Is Pharmacyclics the Next Celgene?
Pharmacyclics has made a big move in the past two years as investors have become increasingly excited by the potential for Imbruvica, a drug being co-developed with Johnson & Johnson that won its first FDA approval last November.
Imbruvica has the potential to serve as a major catalyst for Pharmacyclics' future, making the company a major player in cancer and autoimmune drug development similar to Celgene .
Pharmacyclics could do worse than modeling itself after Celgene, which got its start with the approval of Revlimid for myelodysplastic syndromes in 2005.
Revlimid notched label expansions for use in multiple myeloma in 2006 and mantle cell lymphoma in 2013. It become a megablockbuster drug that racked up more than $1.1 billion in sales during the first quarter, up 14% from a year ago.
Celgene has leveraged Revlimid's success to build a successful franchise of other compounds, including Abraxane, Pomalyst, and Otezla.
In 2010, Celgene spent $2.9 billion buying Abraxis to get its hands on Abraxane, a drug used to treat metastatic breast cancer, non-small cell lung cancer, and pancreatic cancer. Sales of Abraxane totaled $185 million in the first quarter, up 50% from last year.
Pomalyst won FDA approval in 2013 for advanced multiple myeloma; its sales have climbed 375% in the past year, to $135 million in the first quarter. And Celgene in March received FDA approval for Otezla, as a treatment for psoriatic arthritis; it may win approval for the drug's use in psoriasis patients later this year.
Celgene has also used Revlimid's cash to fuel a flurry of collaboration deals on next-generation cancer and autoimmune disease therapies, including partnerships with bluebird bio, Agios, Epizyme, and Acetylon.
Imbruvica's opportunity may prove similar
Analysts forecast that Imbruvica could generate more than $3 billion in sales annually by 2018.
The drug got its first FDA approval in November 2013 for use in mantle cell lymphoma and won a second approval in February for chronic lymphocytic leukemia.
In the first quarter, those indications delivered $56 million in net product sales that were split equally between Pharmacyclics and Johnson & Johnson. Based on Imbruvica's first-quarter results, Pharmacylics is guiding investors to expect net sales of $80 million during the second quarter and $300 million for the full year.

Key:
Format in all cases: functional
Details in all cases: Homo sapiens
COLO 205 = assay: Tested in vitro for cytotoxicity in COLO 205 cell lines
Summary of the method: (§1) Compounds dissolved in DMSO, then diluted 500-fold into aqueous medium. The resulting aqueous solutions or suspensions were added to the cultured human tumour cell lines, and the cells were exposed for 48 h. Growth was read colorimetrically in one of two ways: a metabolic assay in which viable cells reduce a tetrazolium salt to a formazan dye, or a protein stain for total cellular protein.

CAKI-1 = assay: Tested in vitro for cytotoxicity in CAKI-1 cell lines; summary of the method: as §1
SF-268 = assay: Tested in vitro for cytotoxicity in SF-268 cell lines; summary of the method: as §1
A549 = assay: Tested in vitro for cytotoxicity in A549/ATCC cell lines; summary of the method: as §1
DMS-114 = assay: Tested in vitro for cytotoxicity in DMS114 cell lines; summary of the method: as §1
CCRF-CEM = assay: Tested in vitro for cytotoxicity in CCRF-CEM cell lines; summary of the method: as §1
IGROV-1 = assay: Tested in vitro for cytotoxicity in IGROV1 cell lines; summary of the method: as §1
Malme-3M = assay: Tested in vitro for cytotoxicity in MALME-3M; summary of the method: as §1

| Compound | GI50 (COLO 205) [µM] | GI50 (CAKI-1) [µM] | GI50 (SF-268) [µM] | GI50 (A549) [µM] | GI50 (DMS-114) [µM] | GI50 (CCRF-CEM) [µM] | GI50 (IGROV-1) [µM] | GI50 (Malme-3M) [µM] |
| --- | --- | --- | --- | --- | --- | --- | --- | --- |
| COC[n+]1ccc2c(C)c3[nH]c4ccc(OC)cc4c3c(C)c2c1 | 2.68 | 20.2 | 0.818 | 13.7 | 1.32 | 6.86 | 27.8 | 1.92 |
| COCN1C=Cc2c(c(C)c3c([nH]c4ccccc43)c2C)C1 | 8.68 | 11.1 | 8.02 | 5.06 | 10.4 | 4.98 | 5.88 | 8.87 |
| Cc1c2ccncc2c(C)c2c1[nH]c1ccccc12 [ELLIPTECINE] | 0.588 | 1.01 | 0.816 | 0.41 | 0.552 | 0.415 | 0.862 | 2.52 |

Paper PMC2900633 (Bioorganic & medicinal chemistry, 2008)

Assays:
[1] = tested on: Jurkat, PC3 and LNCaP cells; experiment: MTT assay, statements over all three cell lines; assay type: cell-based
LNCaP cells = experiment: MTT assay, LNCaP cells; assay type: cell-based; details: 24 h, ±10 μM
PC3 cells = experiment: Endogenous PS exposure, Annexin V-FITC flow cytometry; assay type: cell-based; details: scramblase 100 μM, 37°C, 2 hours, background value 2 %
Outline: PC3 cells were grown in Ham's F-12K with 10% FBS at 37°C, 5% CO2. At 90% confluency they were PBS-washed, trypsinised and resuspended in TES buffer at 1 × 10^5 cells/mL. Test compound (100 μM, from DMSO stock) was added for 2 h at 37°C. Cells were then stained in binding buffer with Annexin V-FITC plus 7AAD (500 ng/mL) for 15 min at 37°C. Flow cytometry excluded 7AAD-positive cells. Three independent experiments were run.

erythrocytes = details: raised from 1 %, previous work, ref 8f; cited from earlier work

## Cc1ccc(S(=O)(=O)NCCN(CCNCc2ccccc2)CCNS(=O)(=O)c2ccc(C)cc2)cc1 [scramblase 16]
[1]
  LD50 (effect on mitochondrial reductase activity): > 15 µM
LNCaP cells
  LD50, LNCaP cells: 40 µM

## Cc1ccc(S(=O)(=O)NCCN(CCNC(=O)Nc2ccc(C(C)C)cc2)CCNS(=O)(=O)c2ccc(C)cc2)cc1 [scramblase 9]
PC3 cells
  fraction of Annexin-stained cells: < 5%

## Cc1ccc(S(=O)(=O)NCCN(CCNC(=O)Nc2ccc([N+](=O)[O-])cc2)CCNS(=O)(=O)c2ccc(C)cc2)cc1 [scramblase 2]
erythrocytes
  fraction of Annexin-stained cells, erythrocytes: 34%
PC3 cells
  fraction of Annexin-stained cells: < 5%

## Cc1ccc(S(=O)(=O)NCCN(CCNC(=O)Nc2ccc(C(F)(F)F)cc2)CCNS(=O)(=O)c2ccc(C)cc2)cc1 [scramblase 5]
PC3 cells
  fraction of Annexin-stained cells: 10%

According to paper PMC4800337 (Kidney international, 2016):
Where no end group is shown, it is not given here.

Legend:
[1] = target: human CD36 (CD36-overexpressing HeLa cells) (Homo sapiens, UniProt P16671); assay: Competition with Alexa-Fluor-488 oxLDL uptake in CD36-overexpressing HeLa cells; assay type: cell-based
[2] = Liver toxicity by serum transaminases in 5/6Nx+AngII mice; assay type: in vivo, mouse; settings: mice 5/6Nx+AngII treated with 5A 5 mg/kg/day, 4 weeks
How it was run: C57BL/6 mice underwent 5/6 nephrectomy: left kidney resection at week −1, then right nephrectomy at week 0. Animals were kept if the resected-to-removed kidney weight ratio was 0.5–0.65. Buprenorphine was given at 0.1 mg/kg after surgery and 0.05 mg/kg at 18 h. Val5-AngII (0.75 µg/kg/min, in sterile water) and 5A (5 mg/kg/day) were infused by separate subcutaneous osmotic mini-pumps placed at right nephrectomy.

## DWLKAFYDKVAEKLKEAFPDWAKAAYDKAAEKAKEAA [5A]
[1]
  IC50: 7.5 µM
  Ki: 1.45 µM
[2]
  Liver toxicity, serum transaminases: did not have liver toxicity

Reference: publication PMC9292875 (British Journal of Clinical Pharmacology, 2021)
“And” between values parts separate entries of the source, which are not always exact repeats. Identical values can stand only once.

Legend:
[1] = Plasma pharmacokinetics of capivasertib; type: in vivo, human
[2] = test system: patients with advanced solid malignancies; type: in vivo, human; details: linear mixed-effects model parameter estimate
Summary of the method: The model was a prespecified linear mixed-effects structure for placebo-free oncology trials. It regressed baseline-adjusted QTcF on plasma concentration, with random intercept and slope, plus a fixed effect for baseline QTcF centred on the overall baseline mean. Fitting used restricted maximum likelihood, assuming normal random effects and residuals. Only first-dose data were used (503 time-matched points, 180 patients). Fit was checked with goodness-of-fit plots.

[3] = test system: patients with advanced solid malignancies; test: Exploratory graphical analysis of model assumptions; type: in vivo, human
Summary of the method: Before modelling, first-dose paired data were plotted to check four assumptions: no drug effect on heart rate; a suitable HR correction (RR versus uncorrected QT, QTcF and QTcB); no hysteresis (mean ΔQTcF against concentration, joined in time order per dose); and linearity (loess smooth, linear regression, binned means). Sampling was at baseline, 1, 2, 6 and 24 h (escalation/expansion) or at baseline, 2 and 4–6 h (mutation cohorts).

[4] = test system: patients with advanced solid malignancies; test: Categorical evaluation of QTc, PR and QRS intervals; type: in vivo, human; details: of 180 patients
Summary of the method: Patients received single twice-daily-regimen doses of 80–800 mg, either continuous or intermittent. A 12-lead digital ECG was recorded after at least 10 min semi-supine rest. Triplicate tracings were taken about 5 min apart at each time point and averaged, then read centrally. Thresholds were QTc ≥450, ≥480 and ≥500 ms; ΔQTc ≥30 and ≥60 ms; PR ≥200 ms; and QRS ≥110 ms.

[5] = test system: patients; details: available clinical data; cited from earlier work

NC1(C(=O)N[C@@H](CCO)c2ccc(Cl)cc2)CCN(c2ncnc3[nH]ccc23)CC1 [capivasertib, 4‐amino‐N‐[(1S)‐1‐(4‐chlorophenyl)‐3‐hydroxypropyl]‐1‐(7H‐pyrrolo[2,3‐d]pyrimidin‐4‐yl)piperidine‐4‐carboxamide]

That's a solid start for Imbruvica, but sales could head significantly higher if ongoing trials for multiple myeloma, diffuse large B-cell lymphoma, and follicular lymphoma result in additional approvals.
It those approvals pan out, Imbruvica will provide Pharmacyclics with valuable cash that can be used to advance other programs through clinic, including PCI-27483 for the treatment of pancreatic cancer and a highly selective BTK inhibitor that targets arthritis.
Fool-worthy final thoughts
Thanks to its partnership deal with Johnson & Johnson, Pharmacyclics has deep pockets and market share-winning marketing might.
Pharmacyclics shares aren't overly cheap based on expected revenue this year, but for long-term investors there may be a solid opportunity -- note that Celgene's market cap is nearly $70 billion, or roughly nine times annual sales. If Imbruvica delivers on analysts' $3 billion projection for annual sales, a similar valuation for Pharmacyclics suggests that its current $7 billion market cap could have room to go higher.
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The article Is Pharmacyclics the Next Celgene? originally appeared on Fool.com.Todd Campbell has no position in any stocks mentioned. Todd owns E.B. Capital Markets, LLC. E.B. Capital's clients may or may not have positions in the companies mentioned. Todd owns Gundalow Advisors, LLC. Gundalow's clients do not have positions in the companies mentioned. The Motley Fool recommends Celgene and Johnson & Johnson. The Motley Fool owns shares of Johnson & Johnson. Try any of our Foolish newsletter services free for 30 days. We Fools may not all hold the same opinions, but we all believe that considering a diverse range of insights makes us better investors. The Motley Fool has a disclosure policy.
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